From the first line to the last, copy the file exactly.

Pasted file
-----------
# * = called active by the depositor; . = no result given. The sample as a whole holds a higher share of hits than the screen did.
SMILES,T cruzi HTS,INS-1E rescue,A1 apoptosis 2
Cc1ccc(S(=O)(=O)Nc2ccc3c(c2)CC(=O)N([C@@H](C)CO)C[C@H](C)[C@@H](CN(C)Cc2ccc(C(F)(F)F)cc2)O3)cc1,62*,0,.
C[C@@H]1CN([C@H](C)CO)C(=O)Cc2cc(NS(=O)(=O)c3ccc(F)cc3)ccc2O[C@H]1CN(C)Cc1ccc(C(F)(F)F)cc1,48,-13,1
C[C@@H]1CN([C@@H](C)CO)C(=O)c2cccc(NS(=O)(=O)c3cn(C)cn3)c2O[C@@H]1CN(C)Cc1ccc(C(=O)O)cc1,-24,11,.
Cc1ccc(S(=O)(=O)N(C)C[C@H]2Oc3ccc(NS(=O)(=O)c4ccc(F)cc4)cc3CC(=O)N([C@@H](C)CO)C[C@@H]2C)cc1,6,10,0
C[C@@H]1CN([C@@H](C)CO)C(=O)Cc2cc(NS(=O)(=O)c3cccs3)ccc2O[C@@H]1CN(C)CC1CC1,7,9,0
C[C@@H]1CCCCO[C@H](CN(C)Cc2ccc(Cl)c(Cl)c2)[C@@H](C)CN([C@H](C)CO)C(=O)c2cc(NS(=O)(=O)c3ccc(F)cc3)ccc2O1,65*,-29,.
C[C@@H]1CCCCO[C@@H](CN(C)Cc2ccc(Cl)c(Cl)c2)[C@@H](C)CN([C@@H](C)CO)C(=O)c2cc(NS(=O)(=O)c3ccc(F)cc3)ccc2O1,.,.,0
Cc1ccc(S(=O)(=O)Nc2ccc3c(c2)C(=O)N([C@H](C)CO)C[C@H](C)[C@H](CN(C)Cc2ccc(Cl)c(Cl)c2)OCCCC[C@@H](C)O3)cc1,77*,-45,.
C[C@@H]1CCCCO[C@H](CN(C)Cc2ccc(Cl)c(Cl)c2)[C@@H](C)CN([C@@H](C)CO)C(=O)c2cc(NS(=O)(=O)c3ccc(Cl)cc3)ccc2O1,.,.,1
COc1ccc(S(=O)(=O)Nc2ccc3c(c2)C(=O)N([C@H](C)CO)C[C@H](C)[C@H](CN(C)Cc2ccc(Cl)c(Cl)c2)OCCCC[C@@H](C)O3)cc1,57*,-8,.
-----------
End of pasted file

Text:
# * = called active by the depositor; . = no result given. The sample as a whole holds a higher share of hits than the screen did.
SMILES,T cruzi HTS,INS-1E rescue,A1 apoptosis 2
Cc1ccc(S(=O)(=O)Nc2ccc3c(c2)CC(=O)N([C@@H](C)CO)C[C@H](C)[C@@H](CN(C)Cc2ccc(C(F)(F)F)cc2)O3)cc1,62*,0,.
C[C@@H]1CN([C@H](C)CO)C(=O)Cc2cc(NS(=O)(=O)c3ccc(F)cc3)ccc2O[C@H]1CN(C)Cc1ccc(C(F)(F)F)cc1,48,-13,1
C[C@@H]1CN([C@@H](C)CO)C(=O)c2cccc(NS(=O)(=O)c3cn(C)cn3)c2O[C@@H]1CN(C)Cc1ccc(C(=O)O)cc1,-24,11,.
Cc1ccc(S(=O)(=O)N(C)C[C@H]2Oc3ccc(NS(=O)(=O)c4ccc(F)cc4)cc3CC(=O)N([C@@H](C)CO)C[C@@H]2C)cc1,6,10,0
C[C@@H]1CN([C@@H](C)CO)C(=O)Cc2cc(NS(=O)(=O)c3cccs3)ccc2O[C@@H]1CN(C)CC1CC1,7,9,0
C[C@@H]1CCCCO[C@H](CN(C)Cc2ccc(Cl)c(Cl)c2)[C@@H](C)CN([C@H](C)CO)C(=O)c2cc(NS(=O)(=O)c3ccc(F)cc3)ccc2O1,65*,-29,.
C[C@@H]1CCCCO[C@@H](CN(C)Cc2ccc(Cl)c(Cl)c2)[C@@H](C)CN([C@@H](C)CO)C(=O)c2cc(NS(=O)(=O)c3ccc(F)cc3)ccc2O1,.,.,0
Cc1ccc(S(=O)(=O)Nc2ccc3c(c2)C(=O)N([C@H](C)CO)C[C@H](C)[C@H](CN(C)Cc2ccc(Cl)c(Cl)c2)OCCCC[C@@H](C)O3)cc1,77*,-45,.
C[C@@H]1CCCCO[C@H](CN(C)Cc2ccc(Cl)c(Cl)c2)[C@@H](C)CN([C@@H](C)CO)C(=O)c2cc(NS(=O)(=O)c3ccc(Cl)cc3)ccc2O1,.,.,1
COc1ccc(S(=O)(=O)Nc2ccc3c(c2)C(=O)N([C@H](C)CO)C[C@H](C)[C@H](CN(C)Cc2ccc(Cl)c(Cl)c2)OCCCC[C@@H](C)O3)cc1,57*,-8,.